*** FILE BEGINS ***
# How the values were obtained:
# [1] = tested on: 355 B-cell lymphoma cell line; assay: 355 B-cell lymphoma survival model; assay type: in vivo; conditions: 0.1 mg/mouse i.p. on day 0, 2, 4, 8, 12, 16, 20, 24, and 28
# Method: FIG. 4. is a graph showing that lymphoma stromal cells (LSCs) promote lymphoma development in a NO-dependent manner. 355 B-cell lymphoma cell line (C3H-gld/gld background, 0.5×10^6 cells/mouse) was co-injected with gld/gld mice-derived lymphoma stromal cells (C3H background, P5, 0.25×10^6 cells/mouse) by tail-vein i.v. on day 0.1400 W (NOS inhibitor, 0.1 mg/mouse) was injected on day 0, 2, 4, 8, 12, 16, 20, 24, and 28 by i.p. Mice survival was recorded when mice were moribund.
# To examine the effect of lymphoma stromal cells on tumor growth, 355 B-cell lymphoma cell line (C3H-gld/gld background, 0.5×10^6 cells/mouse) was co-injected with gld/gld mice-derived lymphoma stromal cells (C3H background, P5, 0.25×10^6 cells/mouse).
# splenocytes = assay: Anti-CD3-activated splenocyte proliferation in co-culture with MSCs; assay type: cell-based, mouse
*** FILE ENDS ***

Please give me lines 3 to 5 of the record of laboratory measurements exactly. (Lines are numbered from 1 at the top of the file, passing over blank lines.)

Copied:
# Method: FIG. 4. is a graph showing that lymphoma stromal cells (LSCs) promote lymphoma development in a NO-dependent manner. 355 B-cell lymphoma cell line (C3H-gld/gld background, 0.5×10^6 cells/mouse) was co-injected with gld/gld mice-derived lymphoma stromal cells (C3H background, P5, 0.25×10^6 cells/mouse) by tail-vein i.v. on day 0.1400 W (NOS inhibitor, 0.1 mg/mouse) was injected on day 0, 2, 4, 8, 12, 16, 20, 24, and 28 by i.p. Mice survival was recorded when mice were moribund.
# To examine the effect of lymphoma stromal cells on tumor growth, 355 B-cell lymphoma cell line (C3H-gld/gld background, 0.5×10^6 cells/mouse) was co-injected with gld/gld mice-derived lymphoma stromal cells (C3H background, P5, 0.25×10^6 cells/mouse).
# splenocytes = assay: Anti-CD3-activated splenocyte proliferation in co-culture with MSCs; assay type: cell-based, mouse